Search This Blog

Sunday, 30 November 2008

Jane Austen vs. Top Gear

On tonight’s Top Gear on BBC2, Jeremy Clarkson compared driving a certain car to sitting in a bucket of wallpaper paste while reading a Jane Austen novel. The implication being that Jane Austen is boring. Well, I’m sorry to have to break it to you, Mr Clarkson, but Jane Austen’s novels will be read and enjoyed long after your puerile effusions have been pulped.
Then I got to thinking, what would happen if we transported the Top Gear team into the fictional setting of Jane Austen’s novels? Which characters would they be?
For my money, Jeremy Clarkson would be John Thorpe, the loudmouth buck in Northanger Abbey who drives too recklessly and is only interested in fast horses, carriages and women. Richard Hammond might be Mr Parker from Sanditon , the lovable enthusiast for all things new, who dashes about the countryside.
James May is more tricky. ‘Captain Slow’ has more wit and charm than Mr Clarkson. Perhaps a younger version of him could be Henry Tilney from Northanger Abbey…

Sunday, 23 November 2008

Down the Pit

This lunchtime, BBC2 screened a repeat of Fred Dibnah's 'Made in Britain'. I was very interested to see it again as Fred paid a visit to Astley Green Colliery Museum , home to Lancashire's last surviving pit head colliery. I visited the museum for background research for my book 'Narrow Windows, Narrow Lives.' My grandfather and great-grandfather both worked in pits in Little Hulton and Agecroft; it was fascinating to see the terrible conditions the miners faced every day.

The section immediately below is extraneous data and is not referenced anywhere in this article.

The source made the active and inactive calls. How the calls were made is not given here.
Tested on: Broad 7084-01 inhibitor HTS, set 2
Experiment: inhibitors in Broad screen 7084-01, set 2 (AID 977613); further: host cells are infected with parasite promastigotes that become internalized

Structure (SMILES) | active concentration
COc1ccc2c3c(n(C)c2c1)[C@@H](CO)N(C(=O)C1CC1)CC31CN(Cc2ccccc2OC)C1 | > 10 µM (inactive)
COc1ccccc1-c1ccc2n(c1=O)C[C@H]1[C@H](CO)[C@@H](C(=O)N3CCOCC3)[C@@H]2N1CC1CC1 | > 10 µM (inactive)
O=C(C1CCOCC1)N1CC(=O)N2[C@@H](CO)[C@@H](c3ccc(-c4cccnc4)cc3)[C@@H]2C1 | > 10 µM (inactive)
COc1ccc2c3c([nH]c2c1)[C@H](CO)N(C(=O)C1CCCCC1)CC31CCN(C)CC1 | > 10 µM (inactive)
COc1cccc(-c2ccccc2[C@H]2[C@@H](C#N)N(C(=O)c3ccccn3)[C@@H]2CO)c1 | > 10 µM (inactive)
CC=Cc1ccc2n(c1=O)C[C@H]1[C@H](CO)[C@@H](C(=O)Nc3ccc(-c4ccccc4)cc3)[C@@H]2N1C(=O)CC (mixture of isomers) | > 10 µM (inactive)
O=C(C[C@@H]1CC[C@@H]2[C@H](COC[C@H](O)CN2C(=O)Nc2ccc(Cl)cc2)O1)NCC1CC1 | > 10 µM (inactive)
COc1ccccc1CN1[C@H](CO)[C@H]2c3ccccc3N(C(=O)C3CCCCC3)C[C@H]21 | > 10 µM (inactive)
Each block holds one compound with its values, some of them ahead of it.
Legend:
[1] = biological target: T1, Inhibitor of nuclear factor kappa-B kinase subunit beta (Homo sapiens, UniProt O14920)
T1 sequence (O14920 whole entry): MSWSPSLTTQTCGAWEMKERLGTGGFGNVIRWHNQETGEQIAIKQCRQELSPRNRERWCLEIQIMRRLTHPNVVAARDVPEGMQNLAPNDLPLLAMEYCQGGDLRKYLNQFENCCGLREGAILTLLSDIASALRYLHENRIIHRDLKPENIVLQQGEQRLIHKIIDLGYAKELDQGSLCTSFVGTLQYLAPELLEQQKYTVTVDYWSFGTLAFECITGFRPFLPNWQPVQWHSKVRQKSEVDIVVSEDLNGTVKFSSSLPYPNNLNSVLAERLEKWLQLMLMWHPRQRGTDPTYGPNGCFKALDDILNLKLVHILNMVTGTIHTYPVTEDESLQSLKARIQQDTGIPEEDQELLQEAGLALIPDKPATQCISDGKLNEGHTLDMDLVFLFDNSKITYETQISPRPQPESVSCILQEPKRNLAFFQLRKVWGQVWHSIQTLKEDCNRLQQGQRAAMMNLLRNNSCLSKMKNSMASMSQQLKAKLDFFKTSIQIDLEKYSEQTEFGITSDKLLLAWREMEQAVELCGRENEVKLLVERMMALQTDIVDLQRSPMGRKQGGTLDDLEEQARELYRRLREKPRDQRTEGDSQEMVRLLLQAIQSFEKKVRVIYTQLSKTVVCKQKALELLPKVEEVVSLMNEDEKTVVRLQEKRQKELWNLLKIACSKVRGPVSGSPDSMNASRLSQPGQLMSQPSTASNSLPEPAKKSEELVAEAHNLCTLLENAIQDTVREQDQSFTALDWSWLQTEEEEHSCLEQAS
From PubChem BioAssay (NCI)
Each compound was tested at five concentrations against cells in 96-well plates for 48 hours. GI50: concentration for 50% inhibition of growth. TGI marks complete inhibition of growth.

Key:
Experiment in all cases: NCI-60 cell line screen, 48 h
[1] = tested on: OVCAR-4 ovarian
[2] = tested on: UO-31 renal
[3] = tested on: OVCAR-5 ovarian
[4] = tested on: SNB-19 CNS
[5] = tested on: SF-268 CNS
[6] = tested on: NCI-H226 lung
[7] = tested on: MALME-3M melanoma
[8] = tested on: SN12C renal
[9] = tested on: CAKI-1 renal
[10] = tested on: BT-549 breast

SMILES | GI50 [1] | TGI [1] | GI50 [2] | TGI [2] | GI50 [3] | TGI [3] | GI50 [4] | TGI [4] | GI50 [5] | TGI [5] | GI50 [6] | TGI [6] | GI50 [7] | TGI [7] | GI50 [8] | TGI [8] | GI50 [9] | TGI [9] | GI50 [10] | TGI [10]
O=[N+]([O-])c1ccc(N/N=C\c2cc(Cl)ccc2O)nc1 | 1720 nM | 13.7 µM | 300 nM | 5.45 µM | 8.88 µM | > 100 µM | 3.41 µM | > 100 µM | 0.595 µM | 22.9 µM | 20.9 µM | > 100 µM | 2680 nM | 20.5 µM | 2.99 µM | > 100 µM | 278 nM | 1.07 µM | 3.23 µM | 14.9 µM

Astley Green Colliery pit head winding gear. The first shaft was sunk in 1908.
No.1 winding engine, Astley Green colliery. One of the largest ever used in Britain; it was built by Yates & Thom of Blackburn and installed 1910 -1912.
Photos © Nigel and Sue Wilkes.

Wednesday, 19 November 2008

Whizz for Atoms

I was sorry to hear the Large Hadron Collider looks likely to be out of action for some time. This exciting project is basically a kind of Alton Towers ride for sub-atomic particles; scientists are keenly interested in the by-products spewed out when two high velocity beams of protons are smashed together. The experiments will hopefully help to answer key questions about events shortly after the Big Bang occurred these events helped determine 'life, the universe and everything.' (To quote from the super computer Deep Thought's task in 'Hitchhikers' Guide to the Galaxy.' ) Physicists are hoping to find a theoretical particle called the Higgs boson, which will revolutionise our understanding of matter. Let's hope the Collider repairs proceed more quickly than expected.
Image of the Andromeda Galaxy from Sir R.S. Ball's 'Story of the Heavens,' 1893.

Tuesday, 11 November 2008

Lest we forget

Today is Armistice Day , on which we honour those who have fallen in war. We should never forget, too, the contribution made by those who helped the war effort at home. During WWII, many young women worked in the ordnance factories, such as the one at Risley, Warrington, making ammunition and bombs. The explosive powder they used turned the girls’ hair and skin yellow; they were sometimes nicknamed the ‘Canary Girls.’ The women wore special safety gloves; their faces were protected by a reinforced glass screen. It was tiring work wearing the heavy gloves; if the girls removed them, the heat from their hands could set off the explosive, and many lost fingers as a result.
You can still see the remains of Risley Royal Ordnance Factory at Birchwood Forest Park, now a nature reserve, with birds, dragonflies and wildflowers. It’s hard to believe this site was once home to frantic activity as the unsung heroines of Risley ‘did their bit’ to help the boys at the front.